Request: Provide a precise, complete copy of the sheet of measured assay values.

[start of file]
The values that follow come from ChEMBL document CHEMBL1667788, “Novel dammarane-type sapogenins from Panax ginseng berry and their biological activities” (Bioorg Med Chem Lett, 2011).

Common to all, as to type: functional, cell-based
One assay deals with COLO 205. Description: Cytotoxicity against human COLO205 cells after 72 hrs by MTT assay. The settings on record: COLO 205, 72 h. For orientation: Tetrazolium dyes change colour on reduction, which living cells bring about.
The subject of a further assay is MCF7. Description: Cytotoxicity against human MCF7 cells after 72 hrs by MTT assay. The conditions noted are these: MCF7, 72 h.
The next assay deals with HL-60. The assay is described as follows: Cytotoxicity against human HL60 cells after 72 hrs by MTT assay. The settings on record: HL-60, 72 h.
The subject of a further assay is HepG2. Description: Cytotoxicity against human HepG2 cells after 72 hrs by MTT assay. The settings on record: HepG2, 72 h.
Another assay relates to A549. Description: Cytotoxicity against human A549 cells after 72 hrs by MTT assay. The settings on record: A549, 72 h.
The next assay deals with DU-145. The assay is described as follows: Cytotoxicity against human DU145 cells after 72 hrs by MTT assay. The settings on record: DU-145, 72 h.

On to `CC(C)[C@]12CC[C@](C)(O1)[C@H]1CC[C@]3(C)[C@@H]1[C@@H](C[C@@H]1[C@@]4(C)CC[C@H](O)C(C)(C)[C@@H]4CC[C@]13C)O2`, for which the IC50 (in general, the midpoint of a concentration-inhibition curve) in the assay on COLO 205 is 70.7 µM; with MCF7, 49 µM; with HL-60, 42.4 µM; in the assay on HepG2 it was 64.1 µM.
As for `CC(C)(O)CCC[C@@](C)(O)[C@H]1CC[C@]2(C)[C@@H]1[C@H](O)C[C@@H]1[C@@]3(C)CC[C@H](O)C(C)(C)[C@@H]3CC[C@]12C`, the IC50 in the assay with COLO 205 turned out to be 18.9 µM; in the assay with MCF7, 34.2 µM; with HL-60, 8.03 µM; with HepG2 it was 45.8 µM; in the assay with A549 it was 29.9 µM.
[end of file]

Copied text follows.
The values that follow come from ChEMBL document CHEMBL1667788, “Novel dammarane-type sapogenins from Panax ginseng berry and their biological activities” (Bioorg Med Chem Lett, 2011).

Common to all, as to type: functional, cell-based
One assay deals with COLO 205. Description: Cytotoxicity against human COLO205 cells after 72 hrs by MTT assay. The settings on record: COLO 205, 72 h. For orientation: Tetrazolium dyes change colour on reduction, which living cells bring about.
The subject of a further assay is MCF7. Description: Cytotoxicity against human MCF7 cells after 72 hrs by MTT assay. The conditions noted are these: MCF7, 72 h.
The next assay deals with HL-60. The assay is described as follows: Cytotoxicity against human HL60 cells after 72 hrs by MTT assay. The settings on record: HL-60, 72 h.
The subject of a further assay is HepG2. Description: Cytotoxicity against human HepG2 cells after 72 hrs by MTT assay. The settings on record: HepG2, 72 h.
Another assay relates to A549. Description: Cytotoxicity against human A549 cells after 72 hrs by MTT assay. The settings on record: A549, 72 h.
The next assay deals with DU-145. The assay is described as follows: Cytotoxicity against human DU145 cells after 72 hrs by MTT assay. The settings on record: DU-145, 72 h.

On to `CC(C)[C@]12CC[C@](C)(O1)[C@H]1CC[C@]3(C)[C@@H]1[C@@H](C[C@@H]1[C@@]4(C)CC[C@H](O)C(C)(C)[C@@H]4CC[C@]13C)O2`, for which the IC50 (in general, the midpoint of a concentration-inhibition curve) in the assay on COLO 205 is 70.7 µM; with MCF7, 49 µM; with HL-60, 42.4 µM; in the assay on HepG2 it was 64.1 µM.
As for `CC(C)(O)CCC[C@@](C)(O)[C@H]1CC[C@]2(C)[C@@H]1[C@H](O)C[C@@H]1[C@@]3(C)CC[C@H](O)C(C)(C)[C@@H]3CC[C@]12C`, the IC50 in the assay with COLO 205 turned out to be 18.9 µM; in the assay with MCF7, 34.2 µM; with HL-60, 8.03 µM; with HepG2 it was 45.8 µM; in the assay with A549 it was 29.9 µM.